Lake Laberge, August 23, 2008 – On behalf of the Honourable John Baird, Canada’s Environment Minister, Parks Canada along with Chief Ruth Massie, Ta’an Kwäch’än Council, today unveiled a Historic Sites and Monuments Board of Canada plaque to commemorate the national historical significance of hereditary Chief Jim Boss of the Ta’an Kwäch’än. The ceremony took place at Helen’s fish camp, to honour Chief Jim Boss as part of the historic fabric of the Canadian North.
“Our government is proud to honour a man who worked tirelessly to improve the lives of his people and preserve First Nation land and culture through changing times” said Minister Baird. “With today’s commemoration, we take another step in bringing the
historic significance of Chief Jim Boss to all Canadians.”
Hereditary Chief Jim Boss, of the Ta’an Kwäch’än First Nation, was one of the first Yukon Aboriginal leaders to recognize the importance of preserving the land and its resources for his people. He is remembered for having initiated the first Yukon land claim in the year 1902. His leadership allowed the First Nations, from the southern region of the Yukon, to make the transition from a traditional way of life to a Euro-Canadian economy. Throughout his lifetime, Chief Jim Boss was an influential and outspoken leader whose insight helped guide the Yukon First Nations.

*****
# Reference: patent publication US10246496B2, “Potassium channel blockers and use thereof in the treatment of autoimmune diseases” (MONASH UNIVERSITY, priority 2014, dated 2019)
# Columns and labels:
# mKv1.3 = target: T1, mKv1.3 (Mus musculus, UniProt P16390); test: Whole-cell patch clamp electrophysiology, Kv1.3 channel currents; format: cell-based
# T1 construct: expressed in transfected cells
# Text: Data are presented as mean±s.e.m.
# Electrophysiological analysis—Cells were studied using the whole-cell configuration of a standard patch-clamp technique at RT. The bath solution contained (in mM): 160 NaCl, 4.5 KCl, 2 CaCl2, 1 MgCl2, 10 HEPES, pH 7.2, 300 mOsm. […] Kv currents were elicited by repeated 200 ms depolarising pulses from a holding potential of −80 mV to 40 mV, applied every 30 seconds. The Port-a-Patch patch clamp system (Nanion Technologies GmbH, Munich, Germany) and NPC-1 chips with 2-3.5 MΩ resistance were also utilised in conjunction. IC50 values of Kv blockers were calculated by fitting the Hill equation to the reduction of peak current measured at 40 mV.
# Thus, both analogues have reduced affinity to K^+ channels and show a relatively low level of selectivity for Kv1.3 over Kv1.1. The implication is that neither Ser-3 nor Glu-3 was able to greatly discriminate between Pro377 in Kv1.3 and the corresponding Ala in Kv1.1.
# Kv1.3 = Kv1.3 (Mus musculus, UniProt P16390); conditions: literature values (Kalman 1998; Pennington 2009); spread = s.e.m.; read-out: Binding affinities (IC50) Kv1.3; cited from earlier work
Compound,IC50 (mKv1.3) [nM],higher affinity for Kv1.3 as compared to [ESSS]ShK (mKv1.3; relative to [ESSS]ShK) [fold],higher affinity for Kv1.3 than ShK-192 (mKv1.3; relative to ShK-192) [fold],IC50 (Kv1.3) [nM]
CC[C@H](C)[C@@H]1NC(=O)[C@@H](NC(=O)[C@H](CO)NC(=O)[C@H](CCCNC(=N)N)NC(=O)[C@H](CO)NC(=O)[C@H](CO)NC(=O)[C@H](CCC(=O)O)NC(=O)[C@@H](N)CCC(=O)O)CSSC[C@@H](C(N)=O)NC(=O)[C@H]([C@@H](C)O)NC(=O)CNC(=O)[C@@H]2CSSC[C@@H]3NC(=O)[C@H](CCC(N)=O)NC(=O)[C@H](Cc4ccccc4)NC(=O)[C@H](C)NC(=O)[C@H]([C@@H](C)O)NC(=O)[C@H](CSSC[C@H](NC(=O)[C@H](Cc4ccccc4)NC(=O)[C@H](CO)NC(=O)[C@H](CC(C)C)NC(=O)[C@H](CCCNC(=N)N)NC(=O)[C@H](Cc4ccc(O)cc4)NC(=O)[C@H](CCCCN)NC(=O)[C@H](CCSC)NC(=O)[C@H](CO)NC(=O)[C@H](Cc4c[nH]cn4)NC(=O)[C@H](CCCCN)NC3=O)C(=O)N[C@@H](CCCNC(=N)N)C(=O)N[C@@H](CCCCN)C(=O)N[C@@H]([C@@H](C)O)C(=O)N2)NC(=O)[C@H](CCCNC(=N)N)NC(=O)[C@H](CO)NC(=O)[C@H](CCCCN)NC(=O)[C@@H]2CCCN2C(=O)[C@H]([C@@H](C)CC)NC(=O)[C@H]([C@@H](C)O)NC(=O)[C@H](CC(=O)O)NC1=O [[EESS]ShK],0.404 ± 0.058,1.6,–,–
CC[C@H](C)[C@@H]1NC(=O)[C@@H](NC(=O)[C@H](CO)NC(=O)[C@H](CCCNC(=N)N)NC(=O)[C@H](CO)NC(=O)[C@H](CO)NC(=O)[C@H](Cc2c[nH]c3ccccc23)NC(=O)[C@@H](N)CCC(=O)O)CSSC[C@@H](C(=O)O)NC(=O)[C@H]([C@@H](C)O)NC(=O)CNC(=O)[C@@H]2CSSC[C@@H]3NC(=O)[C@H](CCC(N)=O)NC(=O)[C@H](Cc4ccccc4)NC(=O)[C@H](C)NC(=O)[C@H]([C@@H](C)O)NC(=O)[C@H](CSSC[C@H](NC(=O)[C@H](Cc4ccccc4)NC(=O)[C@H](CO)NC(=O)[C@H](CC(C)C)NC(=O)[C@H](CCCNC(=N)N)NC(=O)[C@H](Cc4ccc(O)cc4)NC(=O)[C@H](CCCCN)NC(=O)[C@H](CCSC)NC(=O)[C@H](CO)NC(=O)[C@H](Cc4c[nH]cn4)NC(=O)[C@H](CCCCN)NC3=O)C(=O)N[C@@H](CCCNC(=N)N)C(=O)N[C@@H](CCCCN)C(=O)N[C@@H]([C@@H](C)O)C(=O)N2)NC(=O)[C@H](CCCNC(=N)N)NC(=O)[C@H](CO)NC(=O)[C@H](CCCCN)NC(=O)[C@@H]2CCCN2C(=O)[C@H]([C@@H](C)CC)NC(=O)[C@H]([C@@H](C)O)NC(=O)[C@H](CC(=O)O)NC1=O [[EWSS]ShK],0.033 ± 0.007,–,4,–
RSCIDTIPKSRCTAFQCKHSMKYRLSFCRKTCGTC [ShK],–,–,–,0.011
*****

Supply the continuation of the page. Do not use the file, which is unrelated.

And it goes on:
“It has always been important to our people that Chief Jim Boss be recognized and commemorated for his foresight to look after his people in our homelands forever. Chief Jim Boss was a visionary leader”, said Chief Ruth Massie of the Ta’an Kwäch’än Council.
Created in 1919, the Historic Sites and Monuments Board of Canada advises the Minister of the Environment about the national historic significance of places, persons and events that have marked Canada’s history. The placement of a commemorative plaque
represents an official recognition of their historic value. It is one means of educating the public about the richness of our cultural heritage, which must be preserved for present and future generations.
Yukon Field Unit
Ta’an Kwäch’än Council
(Also available on the Internet at www.pc.gc.ca under Media Room.)